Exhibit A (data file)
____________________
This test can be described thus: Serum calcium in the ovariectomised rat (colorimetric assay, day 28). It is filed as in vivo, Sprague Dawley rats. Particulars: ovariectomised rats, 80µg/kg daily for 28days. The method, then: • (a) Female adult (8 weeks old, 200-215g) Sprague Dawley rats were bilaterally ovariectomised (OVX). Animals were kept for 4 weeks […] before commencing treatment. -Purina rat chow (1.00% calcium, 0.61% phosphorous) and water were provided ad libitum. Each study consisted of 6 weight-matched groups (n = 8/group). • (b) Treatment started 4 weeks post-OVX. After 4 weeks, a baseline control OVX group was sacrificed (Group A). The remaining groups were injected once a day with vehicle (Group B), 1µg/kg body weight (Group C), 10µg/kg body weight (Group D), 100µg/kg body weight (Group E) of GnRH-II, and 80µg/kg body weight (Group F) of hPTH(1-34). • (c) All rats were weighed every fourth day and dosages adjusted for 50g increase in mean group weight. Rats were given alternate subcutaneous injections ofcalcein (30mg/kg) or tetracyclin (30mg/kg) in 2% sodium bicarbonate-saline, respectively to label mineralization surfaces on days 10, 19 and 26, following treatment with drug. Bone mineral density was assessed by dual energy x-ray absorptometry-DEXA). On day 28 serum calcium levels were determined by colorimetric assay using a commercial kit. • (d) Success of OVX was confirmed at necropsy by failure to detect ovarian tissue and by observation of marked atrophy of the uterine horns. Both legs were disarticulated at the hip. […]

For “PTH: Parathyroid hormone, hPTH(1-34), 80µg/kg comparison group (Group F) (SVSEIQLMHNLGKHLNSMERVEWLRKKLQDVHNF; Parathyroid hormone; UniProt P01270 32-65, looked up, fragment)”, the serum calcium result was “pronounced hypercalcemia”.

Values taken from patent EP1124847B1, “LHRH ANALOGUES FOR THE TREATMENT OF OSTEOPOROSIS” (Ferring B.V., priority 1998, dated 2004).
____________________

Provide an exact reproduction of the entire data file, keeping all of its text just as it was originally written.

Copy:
This test can be described thus: Serum calcium in the ovariectomised rat (colorimetric assay, day 28). It is filed as in vivo, Sprague Dawley rats. Particulars: ovariectomised rats, 80µg/kg daily for 28days. The method, then: • (a) Female adult (8 weeks old, 200-215g) Sprague Dawley rats were bilaterally ovariectomised (OVX). Animals were kept for 4 weeks […] before commencing treatment. -Purina rat chow (1.00% calcium, 0.61% phosphorous) and water were provided ad libitum. Each study consisted of 6 weight-matched groups (n = 8/group). • (b) Treatment started 4 weeks post-OVX. After 4 weeks, a baseline control OVX group was sacrificed (Group A). The remaining groups were injected once a day with vehicle (Group B), 1µg/kg body weight (Group C), 10µg/kg body weight (Group D), 100µg/kg body weight (Group E) of GnRH-II, and 80µg/kg body weight (Group F) of hPTH(1-34). • (c) All rats were weighed every fourth day and dosages adjusted for 50g increase in mean group weight. Rats were given alternate subcutaneous injections ofcalcein (30mg/kg) or tetracyclin (30mg/kg) in 2% sodium bicarbonate-saline, respectively to label mineralization surfaces on days 10, 19 and 26, following treatment with drug. Bone mineral density was assessed by dual energy x-ray absorptometry-DEXA). On day 28 serum calcium levels were determined by colorimetric assay using a commercial kit. • (d) Success of OVX was confirmed at necropsy by failure to detect ovarian tissue and by observation of marked atrophy of the uterine horns. Both legs were disarticulated at the hip. […]

For “PTH: Parathyroid hormone, hPTH(1-34), 80µg/kg comparison group (Group F) (SVSEIQLMHNLGKHLNSMERVEWLRKKLQDVHNF; Parathyroid hormone; UniProt P01270 32-65, looked up, fragment)”, the serum calcium result was “pronounced hypercalcemia”.

Values taken from patent EP1124847B1, “LHRH ANALOGUES FOR THE TREATMENT OF OSTEOPOROSIS” (Ferring B.V., priority 1998, dated 2004).